How would Special Relativity work if the universe were periodic?
The technical term for this sort of universe is a torus. It is possible for a three torus to be flat.
In such a universe you can have a set of observers that are all stationary with respect to each other, this is the same as in a standard flat universe, however, in a torus observer A is to the left of observer B who is to the left of observer ... Z who is to the left of observer A.
Now, just as in our universe, you can have multiple sets of such observers, say the ones described and another set A’, B’, ... Z’. All of the primed observers are at rest to each other and all of them measure the unprimed observers as having the same speed. Locally everything follows the standard rules of SR.
However, there is one big difference: if the unprimed observers measure the distance between A and B and add it to the distance between B and ... add it to the distance between Z and A they will get a number for the size of the universe. If the primed observers do the same procedure they will get a different number for the size of the universe. If many different sets of observers do this they will find that there is one unique set of observers for whom the size of the universe is maximum.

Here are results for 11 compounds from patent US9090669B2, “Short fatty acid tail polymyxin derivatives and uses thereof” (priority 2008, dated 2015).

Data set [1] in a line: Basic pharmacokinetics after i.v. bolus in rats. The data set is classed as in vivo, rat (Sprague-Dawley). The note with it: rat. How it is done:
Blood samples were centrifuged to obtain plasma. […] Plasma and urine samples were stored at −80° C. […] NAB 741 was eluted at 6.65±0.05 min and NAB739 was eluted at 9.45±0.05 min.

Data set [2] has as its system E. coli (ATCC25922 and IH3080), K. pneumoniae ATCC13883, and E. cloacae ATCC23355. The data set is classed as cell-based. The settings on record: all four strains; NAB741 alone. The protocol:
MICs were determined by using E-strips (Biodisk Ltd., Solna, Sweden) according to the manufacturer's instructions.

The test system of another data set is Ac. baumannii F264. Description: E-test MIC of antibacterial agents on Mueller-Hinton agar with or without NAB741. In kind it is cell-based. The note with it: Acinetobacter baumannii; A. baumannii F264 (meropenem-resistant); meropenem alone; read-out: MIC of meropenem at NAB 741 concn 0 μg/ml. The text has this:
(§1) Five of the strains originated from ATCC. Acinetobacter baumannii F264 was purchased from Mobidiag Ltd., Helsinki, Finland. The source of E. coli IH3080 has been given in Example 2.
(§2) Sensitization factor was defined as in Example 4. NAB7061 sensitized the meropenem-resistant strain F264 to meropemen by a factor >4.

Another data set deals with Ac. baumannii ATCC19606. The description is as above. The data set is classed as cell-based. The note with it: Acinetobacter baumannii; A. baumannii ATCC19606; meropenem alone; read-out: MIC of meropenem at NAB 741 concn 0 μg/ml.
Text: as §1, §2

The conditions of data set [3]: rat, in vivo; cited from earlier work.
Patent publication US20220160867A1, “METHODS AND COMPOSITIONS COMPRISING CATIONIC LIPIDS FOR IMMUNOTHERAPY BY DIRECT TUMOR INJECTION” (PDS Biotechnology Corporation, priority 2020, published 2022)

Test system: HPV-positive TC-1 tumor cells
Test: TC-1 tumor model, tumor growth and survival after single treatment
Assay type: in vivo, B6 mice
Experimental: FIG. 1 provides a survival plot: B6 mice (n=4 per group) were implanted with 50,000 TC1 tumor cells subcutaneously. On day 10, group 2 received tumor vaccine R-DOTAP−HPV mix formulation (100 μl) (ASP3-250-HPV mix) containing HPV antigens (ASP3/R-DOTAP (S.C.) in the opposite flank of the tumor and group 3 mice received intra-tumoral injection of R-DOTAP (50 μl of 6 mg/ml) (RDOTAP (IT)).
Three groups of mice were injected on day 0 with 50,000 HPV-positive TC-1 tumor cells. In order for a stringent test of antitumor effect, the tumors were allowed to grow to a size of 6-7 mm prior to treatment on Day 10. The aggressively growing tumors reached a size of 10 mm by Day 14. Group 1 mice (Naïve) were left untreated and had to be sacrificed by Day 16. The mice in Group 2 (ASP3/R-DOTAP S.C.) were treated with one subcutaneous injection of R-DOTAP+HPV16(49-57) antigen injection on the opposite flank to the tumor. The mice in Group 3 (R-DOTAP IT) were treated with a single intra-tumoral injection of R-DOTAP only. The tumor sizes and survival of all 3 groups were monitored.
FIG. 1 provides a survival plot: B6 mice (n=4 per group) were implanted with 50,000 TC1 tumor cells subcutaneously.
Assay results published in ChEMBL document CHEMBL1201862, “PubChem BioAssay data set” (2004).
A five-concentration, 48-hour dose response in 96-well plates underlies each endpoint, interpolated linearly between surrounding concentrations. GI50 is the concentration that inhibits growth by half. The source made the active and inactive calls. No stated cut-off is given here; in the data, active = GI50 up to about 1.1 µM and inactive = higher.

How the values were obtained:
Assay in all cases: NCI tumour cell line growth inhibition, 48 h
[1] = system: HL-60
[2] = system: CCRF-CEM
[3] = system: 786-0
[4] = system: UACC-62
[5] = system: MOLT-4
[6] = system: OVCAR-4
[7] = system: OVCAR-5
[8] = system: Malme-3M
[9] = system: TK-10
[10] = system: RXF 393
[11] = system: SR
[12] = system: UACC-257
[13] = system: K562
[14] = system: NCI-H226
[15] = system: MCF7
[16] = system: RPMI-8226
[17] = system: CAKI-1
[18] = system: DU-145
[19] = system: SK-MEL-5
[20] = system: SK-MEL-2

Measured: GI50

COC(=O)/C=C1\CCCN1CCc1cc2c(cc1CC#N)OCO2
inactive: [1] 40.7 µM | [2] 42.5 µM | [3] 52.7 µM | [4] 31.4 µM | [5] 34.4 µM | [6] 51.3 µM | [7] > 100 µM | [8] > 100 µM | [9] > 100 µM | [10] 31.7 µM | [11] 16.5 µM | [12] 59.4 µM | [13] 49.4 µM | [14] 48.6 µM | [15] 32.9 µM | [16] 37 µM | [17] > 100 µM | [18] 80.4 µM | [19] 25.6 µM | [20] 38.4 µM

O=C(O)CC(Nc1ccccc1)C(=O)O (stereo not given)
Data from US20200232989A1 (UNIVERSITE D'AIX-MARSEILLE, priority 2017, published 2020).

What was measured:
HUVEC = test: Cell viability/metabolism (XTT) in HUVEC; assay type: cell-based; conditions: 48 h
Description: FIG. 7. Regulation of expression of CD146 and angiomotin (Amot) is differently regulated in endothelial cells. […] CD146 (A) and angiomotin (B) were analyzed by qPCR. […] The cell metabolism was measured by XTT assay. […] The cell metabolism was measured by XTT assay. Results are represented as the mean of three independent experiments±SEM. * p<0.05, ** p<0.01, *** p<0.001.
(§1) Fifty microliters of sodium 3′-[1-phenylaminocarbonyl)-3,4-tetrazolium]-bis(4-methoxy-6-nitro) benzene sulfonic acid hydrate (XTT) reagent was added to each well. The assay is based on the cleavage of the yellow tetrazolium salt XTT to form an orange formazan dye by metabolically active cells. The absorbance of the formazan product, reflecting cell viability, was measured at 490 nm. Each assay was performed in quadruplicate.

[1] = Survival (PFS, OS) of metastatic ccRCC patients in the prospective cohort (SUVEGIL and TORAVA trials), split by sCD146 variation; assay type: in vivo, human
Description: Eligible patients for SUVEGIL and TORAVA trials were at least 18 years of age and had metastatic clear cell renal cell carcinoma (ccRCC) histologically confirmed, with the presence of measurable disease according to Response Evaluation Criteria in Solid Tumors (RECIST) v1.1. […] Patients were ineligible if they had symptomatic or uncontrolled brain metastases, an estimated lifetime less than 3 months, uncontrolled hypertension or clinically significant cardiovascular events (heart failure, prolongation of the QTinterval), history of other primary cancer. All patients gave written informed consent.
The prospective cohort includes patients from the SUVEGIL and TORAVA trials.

So although such a universe behaves locally like we expect, globally it violates the first postulate. There is a uniquely identifiable reference frame that can be singled out by physical measurements.
The time that passes on your clock between event E and event F is given by the length (in the Minkowski metric) of the path you followed to get from E to F. You can compute this length by integrating the spacetime interval along this path.
If I remain on earth while you head outward along a path that eventually brings you back to earth again without accelerating, we can take E to be the event of your departure and F to be the event of your return. You and I both traveled from E to F but along different paths. Those paths have different lengths, and therefore our clocks can show different amounts of time passed. Exactly what that difference is depends on the details of the spacetime geometry and the path you followed.